All About Multiple Sclerosis

More MS news articles for April 2004

The relationship of sleep disturbances and fatigue in multiple sclerosis

http://www.ncbi.nlm.nih.gov/entrez/query.fcgi?cmd=Retrieve&db=pubmed&dopt=Abstract&list_uids=15096400

Arch Neurol. 2004 Apr;61(4):525-8
Attarian HP, Brown KM, Duntley SP, Carter JD, Cross AH.
Department of Neurology, University of Vermont, Burlington 05401, USA

BACKGROUND:

Fatigue is experienced by most patients with multiple sclerosis (MS) and often is profoundly debilitating.

No large-scale studies to our knowledge have examined circadian rhythm abnormalities in MS patients or the relationship of fatigue to circadian rhythms.

OBJECTIVE:

To determine if patients with MS and fatigue have sleep disturbances or circadian rhythm abnormalities associated with fatigue.

DESIGN:

Case-control study.

SETTING:

Washington University School of Medicine, St Louis, Mo.

PATIENTS:

Fifteen patients with MS and fatigue were compared with 15 patients with MS without fatigue and 15 age- and sex-matched, healthy controls.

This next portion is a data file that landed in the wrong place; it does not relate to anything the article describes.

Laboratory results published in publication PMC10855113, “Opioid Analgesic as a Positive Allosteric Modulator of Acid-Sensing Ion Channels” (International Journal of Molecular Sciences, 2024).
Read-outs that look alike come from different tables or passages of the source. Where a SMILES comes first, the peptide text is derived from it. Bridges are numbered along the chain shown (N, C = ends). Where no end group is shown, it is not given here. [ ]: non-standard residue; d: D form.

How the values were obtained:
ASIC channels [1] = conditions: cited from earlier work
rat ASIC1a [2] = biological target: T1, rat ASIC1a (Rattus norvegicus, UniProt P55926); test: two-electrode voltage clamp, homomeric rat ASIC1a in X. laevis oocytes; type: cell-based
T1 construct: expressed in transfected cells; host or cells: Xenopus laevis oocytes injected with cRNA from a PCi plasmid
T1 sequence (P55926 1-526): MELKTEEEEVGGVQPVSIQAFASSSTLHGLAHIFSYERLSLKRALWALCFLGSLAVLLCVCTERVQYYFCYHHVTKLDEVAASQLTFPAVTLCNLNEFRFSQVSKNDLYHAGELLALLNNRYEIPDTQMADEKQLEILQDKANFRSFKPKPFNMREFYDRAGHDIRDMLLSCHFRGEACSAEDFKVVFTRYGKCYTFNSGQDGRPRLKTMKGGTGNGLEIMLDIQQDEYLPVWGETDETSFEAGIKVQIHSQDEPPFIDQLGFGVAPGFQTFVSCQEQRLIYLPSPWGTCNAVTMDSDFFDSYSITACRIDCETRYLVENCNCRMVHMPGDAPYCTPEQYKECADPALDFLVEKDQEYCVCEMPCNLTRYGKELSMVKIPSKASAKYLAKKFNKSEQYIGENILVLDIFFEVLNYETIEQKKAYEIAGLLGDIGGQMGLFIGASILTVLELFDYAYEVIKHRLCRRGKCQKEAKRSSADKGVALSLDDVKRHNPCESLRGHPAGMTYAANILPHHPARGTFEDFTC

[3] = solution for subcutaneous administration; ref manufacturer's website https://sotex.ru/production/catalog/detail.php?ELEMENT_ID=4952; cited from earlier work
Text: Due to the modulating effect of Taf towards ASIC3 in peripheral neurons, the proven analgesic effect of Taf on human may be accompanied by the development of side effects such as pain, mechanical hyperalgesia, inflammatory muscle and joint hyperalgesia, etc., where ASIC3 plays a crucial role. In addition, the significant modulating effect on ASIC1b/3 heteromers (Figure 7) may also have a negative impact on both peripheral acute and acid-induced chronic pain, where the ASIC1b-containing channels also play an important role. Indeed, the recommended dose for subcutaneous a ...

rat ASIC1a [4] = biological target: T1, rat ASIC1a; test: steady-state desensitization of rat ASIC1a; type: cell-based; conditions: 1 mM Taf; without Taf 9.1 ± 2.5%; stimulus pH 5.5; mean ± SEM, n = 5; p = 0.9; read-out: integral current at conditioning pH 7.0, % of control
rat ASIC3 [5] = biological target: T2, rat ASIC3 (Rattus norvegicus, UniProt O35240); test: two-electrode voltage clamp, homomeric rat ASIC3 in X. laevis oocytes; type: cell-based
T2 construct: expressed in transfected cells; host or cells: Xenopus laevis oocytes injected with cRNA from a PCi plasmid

MAIN OUTCOME MEASURES:

Sleep disturbances and circadian rhythm abnormalities were quantitated by actigraphy, fatigue by the Fatigue Descriptive Scale, and excessive sleepiness by the Epworth Sleepiness scale (ESS).

RESULTS:

Of the 15 fatigued patients with MS, 2 had delayed sleep phase, 10 had disrupted sleep, and 3 had normal sleep.

One of the 15 nonfatigued MS patients had irregular sleep cycles, 2 others had disrupted sleep, and 12 had normal sleep.

All 15 of the healthy controls had normal sleep.

Nine patients with MS and fatigue scored 10 or higher on the ESS, suggesting excessive daytime sleepiness.

Only 2 patients with MS without fatigue scored higher than 10 on the ESS.

None of the healthy controls were fatigued, and 14 were not excessively sleepy.

A relationship was found between fatigue and abnormal sleep cycles or disrupted sleep (Fisher exact test, P =.003).

There was also a relationship between subjective excessive daytime sleepiness and fatigue in MS patients (P =.02).

CONCLUSION:

There is a significant correlation between fatigue in MS patients and disrupted sleep or abnormal sleep cycles.